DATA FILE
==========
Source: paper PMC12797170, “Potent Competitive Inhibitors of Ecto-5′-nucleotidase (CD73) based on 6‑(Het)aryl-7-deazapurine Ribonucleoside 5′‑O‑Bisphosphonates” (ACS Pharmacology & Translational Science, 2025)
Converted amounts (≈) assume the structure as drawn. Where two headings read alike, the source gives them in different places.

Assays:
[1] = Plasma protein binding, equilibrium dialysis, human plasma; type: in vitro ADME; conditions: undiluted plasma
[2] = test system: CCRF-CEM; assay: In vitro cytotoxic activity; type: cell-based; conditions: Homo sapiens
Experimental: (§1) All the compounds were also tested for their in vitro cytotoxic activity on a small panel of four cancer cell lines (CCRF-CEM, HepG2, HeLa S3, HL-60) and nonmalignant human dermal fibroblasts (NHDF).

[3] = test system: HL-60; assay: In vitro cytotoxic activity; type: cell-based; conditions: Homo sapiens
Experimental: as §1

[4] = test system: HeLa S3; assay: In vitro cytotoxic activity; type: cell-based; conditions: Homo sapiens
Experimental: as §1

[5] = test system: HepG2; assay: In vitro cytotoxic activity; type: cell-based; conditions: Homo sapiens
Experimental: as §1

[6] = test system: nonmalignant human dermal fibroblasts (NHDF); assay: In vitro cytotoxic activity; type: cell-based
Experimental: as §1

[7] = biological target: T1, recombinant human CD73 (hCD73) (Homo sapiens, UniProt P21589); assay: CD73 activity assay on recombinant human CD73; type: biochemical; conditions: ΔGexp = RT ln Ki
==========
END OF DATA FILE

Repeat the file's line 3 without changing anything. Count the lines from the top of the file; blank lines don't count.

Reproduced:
Assays: